Hydrocephalus is a common cause of neurological disability in children (Williams et al., 2007). Cerebrospinal fluid (CSF) shunt placement allows children with hydrocephalus to survive and avoid ongoing brain injury. However, CSF shunts cause new chronic surgical problems, including the need for surgical revisions from catheter obstruction and infections (Kestle, 2003; Simon et al., 2009; Simon et al., 2012). CSF shunt infection treatment usually requires surgical removal of the CSF shunt, two weeks of intravenous antibiotics tailored to organisms recovered from conventional culture, and a second surgery to place a new CSF shunt (Kestle et al., 2006; Simon et al., 2010). Despite this aggressive treatment, reinfection rates range from 20 to 25% (Kulkarni et al., 2001; Kestle et al., 2006; Tuan et al., 2011). Reinfection rates are higher still for children with their second CSF shunt infection (Tuan et al., 2011). An improved understanding of the mechanisms of infection is critical to effectively treat more than 2,000 CSF shunt infections diagnosed each year (Simon et al., 2008).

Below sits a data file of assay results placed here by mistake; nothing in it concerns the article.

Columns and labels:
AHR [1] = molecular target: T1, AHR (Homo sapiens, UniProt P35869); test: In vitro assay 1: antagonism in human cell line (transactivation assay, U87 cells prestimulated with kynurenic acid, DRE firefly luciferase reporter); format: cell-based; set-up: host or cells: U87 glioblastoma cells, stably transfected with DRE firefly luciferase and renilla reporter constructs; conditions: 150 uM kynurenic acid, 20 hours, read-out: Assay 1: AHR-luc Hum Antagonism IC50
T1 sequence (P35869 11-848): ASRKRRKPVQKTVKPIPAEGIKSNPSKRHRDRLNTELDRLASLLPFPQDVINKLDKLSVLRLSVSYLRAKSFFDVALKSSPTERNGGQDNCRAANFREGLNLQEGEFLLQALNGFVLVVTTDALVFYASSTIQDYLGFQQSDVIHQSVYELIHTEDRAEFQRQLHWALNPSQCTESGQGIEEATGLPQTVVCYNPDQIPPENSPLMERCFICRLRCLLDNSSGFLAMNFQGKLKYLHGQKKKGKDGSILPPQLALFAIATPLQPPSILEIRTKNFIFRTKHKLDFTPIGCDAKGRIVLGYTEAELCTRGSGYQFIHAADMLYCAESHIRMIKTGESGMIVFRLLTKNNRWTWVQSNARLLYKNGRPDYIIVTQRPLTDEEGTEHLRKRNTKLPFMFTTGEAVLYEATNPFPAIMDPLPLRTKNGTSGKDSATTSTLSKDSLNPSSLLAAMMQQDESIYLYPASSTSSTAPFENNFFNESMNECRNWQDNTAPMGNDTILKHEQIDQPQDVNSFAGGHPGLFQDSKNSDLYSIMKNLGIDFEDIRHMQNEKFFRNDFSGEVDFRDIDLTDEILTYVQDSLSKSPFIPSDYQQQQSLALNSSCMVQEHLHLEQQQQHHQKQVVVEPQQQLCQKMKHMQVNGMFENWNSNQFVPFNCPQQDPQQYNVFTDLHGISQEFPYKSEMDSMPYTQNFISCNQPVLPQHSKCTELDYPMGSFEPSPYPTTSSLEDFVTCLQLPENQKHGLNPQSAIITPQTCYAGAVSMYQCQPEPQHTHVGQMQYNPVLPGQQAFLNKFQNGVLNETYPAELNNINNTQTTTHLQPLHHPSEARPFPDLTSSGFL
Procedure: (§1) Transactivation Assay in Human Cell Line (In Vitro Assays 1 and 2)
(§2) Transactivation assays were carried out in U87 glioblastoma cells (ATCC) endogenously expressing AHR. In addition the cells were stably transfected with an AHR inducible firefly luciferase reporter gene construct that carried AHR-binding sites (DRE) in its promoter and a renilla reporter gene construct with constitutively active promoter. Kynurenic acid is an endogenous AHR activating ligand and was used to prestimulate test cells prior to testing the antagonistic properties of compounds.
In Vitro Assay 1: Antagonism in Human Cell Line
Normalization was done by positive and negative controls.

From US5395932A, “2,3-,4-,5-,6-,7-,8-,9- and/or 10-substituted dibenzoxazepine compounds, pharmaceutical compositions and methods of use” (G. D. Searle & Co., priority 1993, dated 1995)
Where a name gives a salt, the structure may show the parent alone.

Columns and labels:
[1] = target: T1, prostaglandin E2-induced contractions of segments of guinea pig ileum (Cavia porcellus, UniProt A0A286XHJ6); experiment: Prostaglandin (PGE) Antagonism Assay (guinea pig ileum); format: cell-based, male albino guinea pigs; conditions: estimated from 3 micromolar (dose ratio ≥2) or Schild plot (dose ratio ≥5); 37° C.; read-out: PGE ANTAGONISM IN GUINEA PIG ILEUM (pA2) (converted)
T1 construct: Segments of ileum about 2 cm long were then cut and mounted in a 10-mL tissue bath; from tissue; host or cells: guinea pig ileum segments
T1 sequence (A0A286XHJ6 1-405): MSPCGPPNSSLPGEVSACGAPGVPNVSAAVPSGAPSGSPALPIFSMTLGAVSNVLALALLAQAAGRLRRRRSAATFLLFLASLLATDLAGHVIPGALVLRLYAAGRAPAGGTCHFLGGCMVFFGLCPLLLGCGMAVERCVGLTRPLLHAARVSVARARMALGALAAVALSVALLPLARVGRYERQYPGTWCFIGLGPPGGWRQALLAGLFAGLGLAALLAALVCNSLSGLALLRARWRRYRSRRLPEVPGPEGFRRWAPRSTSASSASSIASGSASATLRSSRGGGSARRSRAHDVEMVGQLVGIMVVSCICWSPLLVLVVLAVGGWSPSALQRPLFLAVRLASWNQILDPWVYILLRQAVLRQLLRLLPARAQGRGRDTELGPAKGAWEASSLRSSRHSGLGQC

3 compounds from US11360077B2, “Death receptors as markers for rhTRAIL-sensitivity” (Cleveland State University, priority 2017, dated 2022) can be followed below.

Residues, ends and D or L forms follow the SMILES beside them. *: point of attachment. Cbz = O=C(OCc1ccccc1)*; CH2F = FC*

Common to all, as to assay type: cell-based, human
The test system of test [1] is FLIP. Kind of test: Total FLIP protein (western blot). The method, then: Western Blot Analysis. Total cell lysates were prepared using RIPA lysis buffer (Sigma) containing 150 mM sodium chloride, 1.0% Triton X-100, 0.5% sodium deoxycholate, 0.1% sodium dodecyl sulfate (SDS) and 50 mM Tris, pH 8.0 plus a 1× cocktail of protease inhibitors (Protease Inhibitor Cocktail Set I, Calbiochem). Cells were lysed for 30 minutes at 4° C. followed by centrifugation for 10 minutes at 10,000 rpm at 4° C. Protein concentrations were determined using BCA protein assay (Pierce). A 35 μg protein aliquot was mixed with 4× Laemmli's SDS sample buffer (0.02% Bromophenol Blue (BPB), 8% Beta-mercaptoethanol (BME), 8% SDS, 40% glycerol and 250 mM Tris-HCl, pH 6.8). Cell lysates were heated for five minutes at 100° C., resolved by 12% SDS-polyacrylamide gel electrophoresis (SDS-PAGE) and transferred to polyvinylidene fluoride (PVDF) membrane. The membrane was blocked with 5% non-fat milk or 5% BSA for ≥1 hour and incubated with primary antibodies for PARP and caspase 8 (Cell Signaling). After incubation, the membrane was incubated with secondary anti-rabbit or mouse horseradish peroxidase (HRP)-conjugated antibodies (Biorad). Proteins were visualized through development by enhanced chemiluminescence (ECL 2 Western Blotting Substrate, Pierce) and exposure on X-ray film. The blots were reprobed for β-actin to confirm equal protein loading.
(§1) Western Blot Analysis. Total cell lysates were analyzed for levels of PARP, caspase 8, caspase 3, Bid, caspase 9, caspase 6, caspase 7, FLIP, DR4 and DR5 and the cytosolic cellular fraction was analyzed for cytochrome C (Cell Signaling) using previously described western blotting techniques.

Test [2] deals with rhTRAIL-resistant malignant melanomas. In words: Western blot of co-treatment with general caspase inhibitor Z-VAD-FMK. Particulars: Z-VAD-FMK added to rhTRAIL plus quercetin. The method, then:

Among the 20 to 25% of patients with treated CSF shunt infection who develop reinfection, it is unclear whether reinfections are caused by an organism that persists from one infection to the next, or are independent infection events. In the majority of reinfections (70%), the organism(s) recovered by culture differ between the first and second infection (Tuan et al., 2011). Detailed genomic characterization of microorganisms from CSF can help answer questions about the microbial determinants of infection and reinfection.